A couple of weeks ago, I hosted a small garden tour to a group of about 30 people. I’ve tried to avoid this sort of thing as I don’t think it is yet fit to be seen, even less so since the baby has come. There’s grass in the beds and large bare areas that are still not filled in. A lot of structural plants aren’t substantive enough to play their roles well. Also, it was just past the June peak where things need to be cut back—why couldn’t they have come 3 weeks ago?
Post June peak, textures are carrying the south borders.
But beyond perfectionism, I just don’t like having the garden chock-full of people. It’s almost claustrophobic. You can tell others feel this way too because when the group reached critical mass, they suddenly stopped moving around and funneled back out through the gate.
Also, there’s the anxiety that comes from your work being judged. Some people come into the garden and say “wow” and some come in and say “huh. This is nice I guess.” The latter thought keeps me up at night. In my hubristic quest for greatness, I want every single person that enters my garden to be smacked upside the head by how excellent it is. Granted, by this standard, no one anywhere would ever allow their garden to be shown. I try to strike a balance between my ambition and mental health by interpreting criticism as a guide for improvement.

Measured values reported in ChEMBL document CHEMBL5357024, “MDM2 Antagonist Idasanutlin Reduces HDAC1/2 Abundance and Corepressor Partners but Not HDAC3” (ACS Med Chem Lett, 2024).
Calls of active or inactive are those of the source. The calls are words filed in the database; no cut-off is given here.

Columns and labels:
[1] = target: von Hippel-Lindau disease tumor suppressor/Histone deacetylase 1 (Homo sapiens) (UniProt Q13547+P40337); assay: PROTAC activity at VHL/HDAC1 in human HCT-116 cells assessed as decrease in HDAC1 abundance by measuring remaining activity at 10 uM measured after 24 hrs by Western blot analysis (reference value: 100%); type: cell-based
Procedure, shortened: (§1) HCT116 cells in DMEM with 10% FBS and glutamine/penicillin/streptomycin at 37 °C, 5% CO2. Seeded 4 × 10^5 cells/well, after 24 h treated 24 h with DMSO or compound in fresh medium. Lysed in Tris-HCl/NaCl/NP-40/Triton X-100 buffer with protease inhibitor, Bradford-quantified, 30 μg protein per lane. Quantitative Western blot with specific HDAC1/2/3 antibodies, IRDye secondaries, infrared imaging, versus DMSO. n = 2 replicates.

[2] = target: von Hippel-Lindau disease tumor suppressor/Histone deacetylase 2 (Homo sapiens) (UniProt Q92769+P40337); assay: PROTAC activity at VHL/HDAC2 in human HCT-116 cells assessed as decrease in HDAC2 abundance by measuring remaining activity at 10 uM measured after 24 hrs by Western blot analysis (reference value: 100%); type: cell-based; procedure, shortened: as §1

Though, under all of it, I really don’t like the voyeuristic quality about property tours. (And, am I the only one disturbed by strangers walking through their property? It seems like the perfect way to case someone’s house.) To look into someone’s garden or someone’s house is to sneak an intimate view of a person’s life. Granted,this idea of soul-viewing will seem a bit much; it’s not like people are looking through my underwear drawer. Most tourists are just there to see something pretty. I think about my garden constantly, grow its plants from seed and spend years researching plants, looking for just the right ones. My tastes in plants and hard materials represent a confluence of interests. A look into someone’s garden can tell you someone’s life. Underwear is just underwear.